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Sodium Hydroxide Teacher Resources
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Middle school marine scientists compare the pH change in distilled and saltwater as acetic acid is added one drop at a time. Then they compare the pH change in both when sodium hydroxide is added. This experiment demonstrates the buffering ability of sea water. They apply the results to the waters around the Lost City hydrothermal vents.
In this thermometric titration worksheet, students titrate hydrochloric acid with sodium hydroxide to determine the concentration of hydrochloric acid. They measure the change in temperature of the solution, plot their data and use the graph to find the concentration of hydrochloric acid.
In this qualitative analysis activity, students read about all the different tests that can be done in chemistry to give qualitative results. Tests include flame tests, forming precipitates with sodium hydroxide, using sodium hydroxide to produce ammonia and testing for ions using different chemicals such as silver nitrate.
In a hypothetical scenario, food chemists use titration to concoct a brine solution for producing the crunchiest pickles. They also analyze store-bought pickle juices. In addition to reinforcing titration techniques, the lesson requires the use of significant figures and calculation of percent error. Consider this detail-oriented lab as a fun spin on the typical titration exercise!
Introduce high schoolers to chemical reactions with this series of activities. In a little over an hour, scientists observe four gas-producing reactions: the combination of hydrochloric acid and sodium hydroxide, placing pasta in vinegar, decomposition of ammonium chloride, and the mixing of iron with sodium chloride and water. In each, they identify the indicator that a chemical reaction occurred. The way the lesson is written leaves you well-prepared.
Does the change in energy of matter lead to a change in mass? Upcoming chemists compare the mass of equal-volume, but different-temperature liquids and materials both before and after a chemical reaction has occurred. In another activity, they examine product labels to find commonly used elements and compounds. They use zinc and sodium hydroxide to change the chemical makeup of a penny. These activities, though pertinent to chemistry, are only slightly related to each other. You may want to use some and not others depending on what concepts you are teaching.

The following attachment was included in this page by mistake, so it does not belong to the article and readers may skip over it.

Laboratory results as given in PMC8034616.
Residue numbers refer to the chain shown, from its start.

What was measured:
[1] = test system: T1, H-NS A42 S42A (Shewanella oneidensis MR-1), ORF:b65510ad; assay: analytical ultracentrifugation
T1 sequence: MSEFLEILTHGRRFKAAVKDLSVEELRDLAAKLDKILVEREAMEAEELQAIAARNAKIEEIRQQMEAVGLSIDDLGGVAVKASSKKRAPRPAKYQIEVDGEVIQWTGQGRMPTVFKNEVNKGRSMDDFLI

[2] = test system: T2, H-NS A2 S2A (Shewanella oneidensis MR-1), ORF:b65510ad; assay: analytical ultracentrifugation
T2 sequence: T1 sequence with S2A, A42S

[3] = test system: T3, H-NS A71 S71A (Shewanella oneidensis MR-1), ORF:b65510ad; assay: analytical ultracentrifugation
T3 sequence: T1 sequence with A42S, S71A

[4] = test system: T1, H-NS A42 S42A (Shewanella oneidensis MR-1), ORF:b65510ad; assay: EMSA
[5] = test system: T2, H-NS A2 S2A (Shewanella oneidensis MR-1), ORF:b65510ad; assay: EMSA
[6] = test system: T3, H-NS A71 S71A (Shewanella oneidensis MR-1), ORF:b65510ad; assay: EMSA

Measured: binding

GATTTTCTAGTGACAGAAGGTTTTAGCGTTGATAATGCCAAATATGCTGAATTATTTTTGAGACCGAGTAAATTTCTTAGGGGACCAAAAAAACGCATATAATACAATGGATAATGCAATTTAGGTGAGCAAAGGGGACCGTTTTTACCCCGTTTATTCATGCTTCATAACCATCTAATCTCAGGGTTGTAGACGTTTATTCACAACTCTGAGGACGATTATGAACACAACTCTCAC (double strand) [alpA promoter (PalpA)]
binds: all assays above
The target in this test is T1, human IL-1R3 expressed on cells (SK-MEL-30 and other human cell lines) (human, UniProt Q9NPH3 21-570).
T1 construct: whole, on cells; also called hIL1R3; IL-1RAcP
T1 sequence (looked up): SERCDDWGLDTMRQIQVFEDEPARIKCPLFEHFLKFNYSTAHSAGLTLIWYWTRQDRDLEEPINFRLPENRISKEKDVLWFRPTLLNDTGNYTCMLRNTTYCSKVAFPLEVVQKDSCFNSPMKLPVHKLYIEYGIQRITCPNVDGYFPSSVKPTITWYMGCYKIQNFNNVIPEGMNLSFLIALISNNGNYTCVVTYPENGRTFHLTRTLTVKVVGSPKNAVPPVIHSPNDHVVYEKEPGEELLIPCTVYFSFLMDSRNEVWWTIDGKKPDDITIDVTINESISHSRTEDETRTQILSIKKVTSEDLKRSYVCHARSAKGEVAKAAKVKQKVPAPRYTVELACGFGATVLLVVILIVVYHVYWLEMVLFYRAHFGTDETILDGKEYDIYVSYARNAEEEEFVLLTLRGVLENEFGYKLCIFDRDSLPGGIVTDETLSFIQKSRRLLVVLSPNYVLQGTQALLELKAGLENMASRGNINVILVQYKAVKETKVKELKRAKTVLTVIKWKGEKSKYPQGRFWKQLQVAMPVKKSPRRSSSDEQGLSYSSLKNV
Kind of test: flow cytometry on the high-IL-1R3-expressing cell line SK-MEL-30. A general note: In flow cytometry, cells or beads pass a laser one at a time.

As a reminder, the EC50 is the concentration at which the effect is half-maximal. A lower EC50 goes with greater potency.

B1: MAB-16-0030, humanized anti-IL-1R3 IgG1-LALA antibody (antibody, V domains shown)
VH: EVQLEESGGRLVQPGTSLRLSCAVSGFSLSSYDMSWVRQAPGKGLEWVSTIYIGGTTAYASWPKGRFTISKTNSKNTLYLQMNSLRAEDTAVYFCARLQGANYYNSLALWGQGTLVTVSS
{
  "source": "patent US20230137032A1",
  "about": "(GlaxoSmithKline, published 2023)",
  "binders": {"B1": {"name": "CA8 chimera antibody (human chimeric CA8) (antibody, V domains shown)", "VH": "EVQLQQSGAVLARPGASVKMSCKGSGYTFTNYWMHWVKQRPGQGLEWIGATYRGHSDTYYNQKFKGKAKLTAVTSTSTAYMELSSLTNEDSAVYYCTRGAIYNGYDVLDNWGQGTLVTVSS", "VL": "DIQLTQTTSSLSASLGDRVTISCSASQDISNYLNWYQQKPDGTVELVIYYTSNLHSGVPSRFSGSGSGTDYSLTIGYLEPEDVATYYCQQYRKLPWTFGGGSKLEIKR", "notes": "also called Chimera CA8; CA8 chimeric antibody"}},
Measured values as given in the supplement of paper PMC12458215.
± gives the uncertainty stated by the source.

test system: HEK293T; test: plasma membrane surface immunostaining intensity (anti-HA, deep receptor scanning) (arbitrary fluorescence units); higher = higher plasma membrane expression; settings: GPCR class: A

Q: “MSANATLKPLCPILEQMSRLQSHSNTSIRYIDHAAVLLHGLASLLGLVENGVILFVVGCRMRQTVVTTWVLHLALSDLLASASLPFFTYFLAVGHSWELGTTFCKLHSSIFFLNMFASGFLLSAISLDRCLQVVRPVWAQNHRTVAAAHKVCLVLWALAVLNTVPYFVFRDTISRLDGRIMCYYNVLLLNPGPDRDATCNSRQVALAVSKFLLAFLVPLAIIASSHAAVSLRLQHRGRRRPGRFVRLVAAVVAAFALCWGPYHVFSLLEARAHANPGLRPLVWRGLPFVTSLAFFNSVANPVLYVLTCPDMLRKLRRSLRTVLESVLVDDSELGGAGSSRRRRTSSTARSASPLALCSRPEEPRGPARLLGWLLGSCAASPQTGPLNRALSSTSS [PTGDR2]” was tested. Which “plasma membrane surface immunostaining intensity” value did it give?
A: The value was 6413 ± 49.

Don't you wish you had the time to type up a study guide for your chemistry class? With this resource, there is no need! A chart comparing the properties of metals and non-metals tops the handout, followed by notes on the reactivity series. Finally, you will find an overview of fossil fuels. Use this as an outline for your lecture or to give a copy to junior chemists as notes or a study guide.
Here is a laboratory exercise where chemistry masters carry out an oxidation reaction to change ethanol into ethanal. They compare the original alcohol to the resulting aldehyde by forming a precipitate. Definitely aimed at learners experienced in the laboratory, this activity concludes by having them determine what type of reactions have taken place, describe the nature of the ethanal, and write chemical equations for all of the reactions that occurred in the process.
Did you know that driving 2,500 miles results in an entire ton of carbon emissions added to the atmosphere? This tidbit and others on how carbon dioxide is also increasing in ocean water are the focus of a powerful lesson plan. Participants are introduced to ocean acidification with a video, and then they carry out two investigations that will reveal the increasing pH of the world's oceans. This is a poignant lesson plan, perfect for encouraging youth to become environmentally aware citizens.
Demonstrate the importance of eye safety in the science laboratory! Acetone is sprayed on a bare, plastic-wrapped, and plastic-wrapped glasses-clad styrofoam plate to show the importance of protective clothing and eyewear. Phenolphthalein is mixed with sodium hydroxide in a contact lens simulation. Dilute sulfuric acid is dripped on a real pig eye, rinsed in water, and examined for damage to the pupil. This lab requires plenty of preparation time and materials, but the lesson is extremely impactful.
Seventh graders investigate acids and bases. In this acids and bases lesson plan, 7th graders use household items such as coffee, lemons and soap to define acids and bases. They observe a demonstration to show how indicators determine if a solution is an acid or a base. They observe red and blue litmus paper tests and they conclude the lesson plan by testing common household substances with litmus paper to determine if they are acids or bases.
Students write and balance five chemcial equations which have been observed throughout the process of completing the experiment. They use vacuum filtration to recover suspeneded particals from a colloidal suspension. Students correctly identify the copper or copper minerals in a recoverd sample of copper material
In this thermometric titration worksheet, students determine the concentrations of hydrochloric acid and ethanoic acid using a titration where they measure the temperature of the solution as they titrate. The equivalence point is found by the highest temperature reached. Students use a temperature probe, pH probe and a datalogger.
For this oxidation worksheet, students perform an experiment to change ethanol to ethanal through an oxidation reaction. Students test their product with various solutions and compare it to the reactions of the solutions with ethanol. Students write equations for the reactions they observed.